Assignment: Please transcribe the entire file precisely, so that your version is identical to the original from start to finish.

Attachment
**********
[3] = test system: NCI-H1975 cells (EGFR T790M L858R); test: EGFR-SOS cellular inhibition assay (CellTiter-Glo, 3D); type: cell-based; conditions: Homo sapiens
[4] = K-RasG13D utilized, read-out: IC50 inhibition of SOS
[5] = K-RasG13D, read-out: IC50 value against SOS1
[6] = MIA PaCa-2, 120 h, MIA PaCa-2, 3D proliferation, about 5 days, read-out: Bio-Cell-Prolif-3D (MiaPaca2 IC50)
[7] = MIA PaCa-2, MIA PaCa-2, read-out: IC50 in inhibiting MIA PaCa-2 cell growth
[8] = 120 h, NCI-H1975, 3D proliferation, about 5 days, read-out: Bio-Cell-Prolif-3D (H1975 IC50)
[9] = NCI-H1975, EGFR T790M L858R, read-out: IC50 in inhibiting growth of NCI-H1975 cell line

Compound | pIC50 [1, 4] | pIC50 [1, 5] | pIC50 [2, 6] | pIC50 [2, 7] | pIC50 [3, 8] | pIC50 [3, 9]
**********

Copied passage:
[3] = test system: NCI-H1975 cells (EGFR T790M L858R); test: EGFR-SOS cellular inhibition assay (CellTiter-Glo, 3D); type: cell-based; conditions: Homo sapiens
[4] = K-RasG13D utilized, read-out: IC50 inhibition of SOS
[5] = K-RasG13D, read-out: IC50 value against SOS1
[6] = MIA PaCa-2, 120 h, MIA PaCa-2, 3D proliferation, about 5 days, read-out: Bio-Cell-Prolif-3D (MiaPaca2 IC50)
[7] = MIA PaCa-2, MIA PaCa-2, read-out: IC50 in inhibiting MIA PaCa-2 cell growth
[8] = 120 h, NCI-H1975, 3D proliferation, about 5 days, read-out: Bio-Cell-Prolif-3D (H1975 IC50)
[9] = NCI-H1975, EGFR T790M L858R, read-out: IC50 in inhibiting growth of NCI-H1975 cell line

Compound | pIC50 [1, 4] | pIC50 [1, 5] | pIC50 [2, 6] | pIC50 [2, 7] | pIC50 [3, 8] | pIC50 [3, 9]